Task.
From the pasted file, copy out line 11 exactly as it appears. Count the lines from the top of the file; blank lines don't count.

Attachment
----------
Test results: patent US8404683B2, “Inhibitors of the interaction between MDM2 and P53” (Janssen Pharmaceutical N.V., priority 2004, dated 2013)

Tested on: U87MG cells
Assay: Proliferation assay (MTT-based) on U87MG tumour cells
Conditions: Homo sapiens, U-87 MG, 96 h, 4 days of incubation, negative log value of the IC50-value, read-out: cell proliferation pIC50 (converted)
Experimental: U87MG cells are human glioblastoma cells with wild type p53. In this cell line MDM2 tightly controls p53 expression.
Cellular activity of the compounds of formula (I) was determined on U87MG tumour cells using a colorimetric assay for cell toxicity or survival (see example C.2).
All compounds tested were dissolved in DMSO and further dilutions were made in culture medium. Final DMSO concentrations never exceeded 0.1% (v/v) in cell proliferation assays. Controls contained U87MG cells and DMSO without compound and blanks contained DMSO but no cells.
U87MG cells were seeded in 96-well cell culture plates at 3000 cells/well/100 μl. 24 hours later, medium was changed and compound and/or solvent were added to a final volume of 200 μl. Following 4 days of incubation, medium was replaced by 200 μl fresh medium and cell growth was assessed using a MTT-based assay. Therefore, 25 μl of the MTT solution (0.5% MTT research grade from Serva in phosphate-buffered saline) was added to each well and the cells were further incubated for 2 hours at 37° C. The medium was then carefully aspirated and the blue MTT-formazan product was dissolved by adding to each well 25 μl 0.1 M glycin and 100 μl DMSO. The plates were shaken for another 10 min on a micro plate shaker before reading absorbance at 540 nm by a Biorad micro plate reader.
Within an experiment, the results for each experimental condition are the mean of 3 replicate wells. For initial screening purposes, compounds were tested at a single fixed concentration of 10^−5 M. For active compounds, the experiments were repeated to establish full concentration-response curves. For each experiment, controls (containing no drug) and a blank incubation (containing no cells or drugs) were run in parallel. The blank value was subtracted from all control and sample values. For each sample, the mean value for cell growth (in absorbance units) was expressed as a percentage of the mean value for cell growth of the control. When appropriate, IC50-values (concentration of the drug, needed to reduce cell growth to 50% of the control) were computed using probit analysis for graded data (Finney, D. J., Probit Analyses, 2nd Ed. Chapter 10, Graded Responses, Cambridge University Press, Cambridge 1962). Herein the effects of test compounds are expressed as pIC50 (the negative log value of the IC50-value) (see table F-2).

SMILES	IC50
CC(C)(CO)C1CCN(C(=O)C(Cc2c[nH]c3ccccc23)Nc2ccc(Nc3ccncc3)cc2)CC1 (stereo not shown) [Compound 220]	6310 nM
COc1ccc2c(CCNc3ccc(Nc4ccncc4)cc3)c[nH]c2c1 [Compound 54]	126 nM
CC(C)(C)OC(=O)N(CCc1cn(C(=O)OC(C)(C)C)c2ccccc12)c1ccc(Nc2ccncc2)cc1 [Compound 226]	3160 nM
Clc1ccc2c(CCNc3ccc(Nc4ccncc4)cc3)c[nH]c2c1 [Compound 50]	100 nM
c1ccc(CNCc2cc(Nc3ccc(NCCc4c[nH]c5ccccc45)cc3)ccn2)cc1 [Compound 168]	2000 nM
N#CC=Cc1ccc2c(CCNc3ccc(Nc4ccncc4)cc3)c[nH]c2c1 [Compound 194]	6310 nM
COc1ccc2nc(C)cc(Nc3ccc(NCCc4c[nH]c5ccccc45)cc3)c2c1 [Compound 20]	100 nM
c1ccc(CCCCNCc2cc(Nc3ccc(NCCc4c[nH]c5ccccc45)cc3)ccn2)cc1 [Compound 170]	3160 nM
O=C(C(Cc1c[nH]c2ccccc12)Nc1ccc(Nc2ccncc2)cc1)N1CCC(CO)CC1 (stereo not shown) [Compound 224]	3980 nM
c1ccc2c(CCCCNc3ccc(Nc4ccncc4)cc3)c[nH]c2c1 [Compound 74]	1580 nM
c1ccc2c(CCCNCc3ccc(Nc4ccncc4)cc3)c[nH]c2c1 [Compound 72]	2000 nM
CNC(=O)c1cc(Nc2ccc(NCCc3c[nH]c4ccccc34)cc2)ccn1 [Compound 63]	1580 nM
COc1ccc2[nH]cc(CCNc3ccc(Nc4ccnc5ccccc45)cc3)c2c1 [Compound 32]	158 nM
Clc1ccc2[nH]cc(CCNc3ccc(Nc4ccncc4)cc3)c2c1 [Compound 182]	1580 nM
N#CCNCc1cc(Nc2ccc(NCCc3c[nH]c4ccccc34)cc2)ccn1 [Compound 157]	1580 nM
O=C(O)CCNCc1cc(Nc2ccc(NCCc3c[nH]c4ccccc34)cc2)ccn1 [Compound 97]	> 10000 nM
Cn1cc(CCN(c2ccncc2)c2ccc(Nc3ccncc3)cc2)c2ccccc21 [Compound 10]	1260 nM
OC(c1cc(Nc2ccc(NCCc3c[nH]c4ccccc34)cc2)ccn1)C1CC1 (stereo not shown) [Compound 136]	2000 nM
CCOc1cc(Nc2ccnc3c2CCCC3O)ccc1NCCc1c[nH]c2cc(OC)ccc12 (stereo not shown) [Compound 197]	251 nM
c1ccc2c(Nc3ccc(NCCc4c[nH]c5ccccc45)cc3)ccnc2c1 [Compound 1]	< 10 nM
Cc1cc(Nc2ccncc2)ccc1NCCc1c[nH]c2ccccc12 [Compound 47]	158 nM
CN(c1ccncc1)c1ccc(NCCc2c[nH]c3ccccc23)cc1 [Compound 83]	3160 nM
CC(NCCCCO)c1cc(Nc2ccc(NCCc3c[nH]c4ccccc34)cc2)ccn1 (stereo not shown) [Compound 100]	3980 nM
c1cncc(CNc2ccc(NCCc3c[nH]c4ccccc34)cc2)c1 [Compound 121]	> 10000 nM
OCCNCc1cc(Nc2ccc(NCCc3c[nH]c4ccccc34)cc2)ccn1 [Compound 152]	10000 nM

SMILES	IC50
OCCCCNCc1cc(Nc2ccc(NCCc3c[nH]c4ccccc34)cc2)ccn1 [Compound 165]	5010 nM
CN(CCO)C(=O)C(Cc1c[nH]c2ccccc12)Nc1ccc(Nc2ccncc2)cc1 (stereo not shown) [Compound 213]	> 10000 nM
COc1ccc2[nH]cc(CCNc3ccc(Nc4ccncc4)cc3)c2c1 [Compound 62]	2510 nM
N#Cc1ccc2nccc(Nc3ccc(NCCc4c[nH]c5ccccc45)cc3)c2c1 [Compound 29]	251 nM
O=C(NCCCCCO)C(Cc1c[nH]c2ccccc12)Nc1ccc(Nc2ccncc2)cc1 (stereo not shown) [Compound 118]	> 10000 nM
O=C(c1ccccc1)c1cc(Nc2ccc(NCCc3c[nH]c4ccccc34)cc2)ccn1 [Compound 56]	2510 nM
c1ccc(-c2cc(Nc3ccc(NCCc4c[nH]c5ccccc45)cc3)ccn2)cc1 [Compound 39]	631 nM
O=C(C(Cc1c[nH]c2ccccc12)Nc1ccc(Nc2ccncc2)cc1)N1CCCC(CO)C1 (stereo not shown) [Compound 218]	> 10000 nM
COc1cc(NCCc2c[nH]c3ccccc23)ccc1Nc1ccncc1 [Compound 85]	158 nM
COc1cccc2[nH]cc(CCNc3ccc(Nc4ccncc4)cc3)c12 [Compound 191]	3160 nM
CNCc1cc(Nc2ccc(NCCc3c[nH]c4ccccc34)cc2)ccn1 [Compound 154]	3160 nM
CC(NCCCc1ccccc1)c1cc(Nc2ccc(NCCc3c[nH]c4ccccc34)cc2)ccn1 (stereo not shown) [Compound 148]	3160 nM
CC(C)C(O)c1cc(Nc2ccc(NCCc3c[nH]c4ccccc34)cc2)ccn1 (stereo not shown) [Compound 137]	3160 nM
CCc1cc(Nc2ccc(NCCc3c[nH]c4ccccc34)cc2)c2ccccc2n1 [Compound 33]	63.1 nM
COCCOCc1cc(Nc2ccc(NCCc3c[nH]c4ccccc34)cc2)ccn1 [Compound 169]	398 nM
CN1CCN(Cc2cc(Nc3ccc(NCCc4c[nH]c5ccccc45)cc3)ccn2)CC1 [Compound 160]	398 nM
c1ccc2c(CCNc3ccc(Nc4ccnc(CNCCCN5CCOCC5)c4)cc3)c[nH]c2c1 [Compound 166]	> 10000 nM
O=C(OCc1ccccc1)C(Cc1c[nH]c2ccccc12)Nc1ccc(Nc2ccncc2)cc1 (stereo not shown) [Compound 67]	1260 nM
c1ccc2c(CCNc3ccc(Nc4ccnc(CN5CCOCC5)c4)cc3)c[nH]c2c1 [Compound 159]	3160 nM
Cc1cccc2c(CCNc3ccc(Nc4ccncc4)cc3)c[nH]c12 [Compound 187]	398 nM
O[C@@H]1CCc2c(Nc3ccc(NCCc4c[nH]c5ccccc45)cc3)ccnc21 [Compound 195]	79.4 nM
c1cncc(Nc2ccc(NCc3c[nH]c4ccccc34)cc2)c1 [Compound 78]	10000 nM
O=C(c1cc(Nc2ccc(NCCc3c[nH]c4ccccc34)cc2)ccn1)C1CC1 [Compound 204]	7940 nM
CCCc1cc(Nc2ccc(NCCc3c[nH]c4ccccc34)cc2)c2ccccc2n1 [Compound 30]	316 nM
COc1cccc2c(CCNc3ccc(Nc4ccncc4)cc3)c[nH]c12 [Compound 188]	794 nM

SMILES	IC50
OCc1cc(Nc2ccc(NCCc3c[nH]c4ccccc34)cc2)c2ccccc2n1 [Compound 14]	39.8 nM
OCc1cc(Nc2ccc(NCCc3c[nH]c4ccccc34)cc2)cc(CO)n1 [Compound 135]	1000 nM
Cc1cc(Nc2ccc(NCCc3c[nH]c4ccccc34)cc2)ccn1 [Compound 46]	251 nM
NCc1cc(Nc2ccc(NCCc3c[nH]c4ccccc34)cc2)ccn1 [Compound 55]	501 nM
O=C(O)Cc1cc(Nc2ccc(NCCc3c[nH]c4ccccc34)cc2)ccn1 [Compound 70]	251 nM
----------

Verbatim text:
CC(C)(CO)C1CCN(C(=O)C(Cc2c[nH]c3ccccc23)Nc2ccc(Nc3ccncc3)cc2)CC1 (stereo not shown) [Compound 220]	6310 nM